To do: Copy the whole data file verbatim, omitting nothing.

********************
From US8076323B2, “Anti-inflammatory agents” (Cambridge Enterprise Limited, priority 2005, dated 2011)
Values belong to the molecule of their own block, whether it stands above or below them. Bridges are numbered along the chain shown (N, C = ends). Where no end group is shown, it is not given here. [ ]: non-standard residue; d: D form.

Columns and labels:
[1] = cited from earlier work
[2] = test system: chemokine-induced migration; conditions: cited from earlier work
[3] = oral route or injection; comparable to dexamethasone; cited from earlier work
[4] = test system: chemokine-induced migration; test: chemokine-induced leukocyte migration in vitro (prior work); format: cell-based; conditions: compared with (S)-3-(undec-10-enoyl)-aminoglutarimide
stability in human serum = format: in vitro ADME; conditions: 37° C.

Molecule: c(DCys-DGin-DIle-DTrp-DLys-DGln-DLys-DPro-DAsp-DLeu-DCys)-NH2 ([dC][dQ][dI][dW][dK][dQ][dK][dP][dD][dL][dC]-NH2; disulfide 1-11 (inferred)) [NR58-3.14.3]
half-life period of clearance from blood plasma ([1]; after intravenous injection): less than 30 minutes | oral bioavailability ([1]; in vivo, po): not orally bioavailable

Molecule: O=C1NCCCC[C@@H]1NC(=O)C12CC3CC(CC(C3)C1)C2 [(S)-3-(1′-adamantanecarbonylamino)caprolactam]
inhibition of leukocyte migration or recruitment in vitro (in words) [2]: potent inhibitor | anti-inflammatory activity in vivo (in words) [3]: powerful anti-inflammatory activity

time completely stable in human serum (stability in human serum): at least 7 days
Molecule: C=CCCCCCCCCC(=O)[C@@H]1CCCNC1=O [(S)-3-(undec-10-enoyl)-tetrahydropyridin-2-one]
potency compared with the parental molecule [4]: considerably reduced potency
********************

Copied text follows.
From US8076323B2, “Anti-inflammatory agents” (Cambridge Enterprise Limited, priority 2005, dated 2011)
Values belong to the molecule of their own block, whether it stands above or below them. Bridges are numbered along the chain shown (N, C = ends). Where no end group is shown, it is not given here. [ ]: non-standard residue; d: D form.

Columns and labels:
[1] = cited from earlier work
[2] = test system: chemokine-induced migration; conditions: cited from earlier work
[3] = oral route or injection; comparable to dexamethasone; cited from earlier work
[4] = test system: chemokine-induced migration; test: chemokine-induced leukocyte migration in vitro (prior work); format: cell-based; conditions: compared with (S)-3-(undec-10-enoyl)-aminoglutarimide
stability in human serum = format: in vitro ADME; conditions: 37° C.

Molecule: c(DCys-DGin-DIle-DTrp-DLys-DGln-DLys-DPro-DAsp-DLeu-DCys)-NH2 ([dC][dQ][dI][dW][dK][dQ][dK][dP][dD][dL][dC]-NH2; disulfide 1-11 (inferred)) [NR58-3.14.3]
half-life period of clearance from blood plasma ([1]; after intravenous injection): less than 30 minutes | oral bioavailability ([1]; in vivo, po): not orally bioavailable

Molecule: O=C1NCCCC[C@@H]1NC(=O)C12CC3CC(CC(C3)C1)C2 [(S)-3-(1′-adamantanecarbonylamino)caprolactam]
inhibition of leukocyte migration or recruitment in vitro (in words) [2]: potent inhibitor | anti-inflammatory activity in vivo (in words) [3]: powerful anti-inflammatory activity

time completely stable in human serum (stability in human serum): at least 7 days
Molecule: C=CCCCCCCCCC(=O)[C@@H]1CCCNC1=O [(S)-3-(undec-10-enoyl)-tetrahydropyridin-2-one]
potency compared with the parental molecule [4]: considerably reduced potency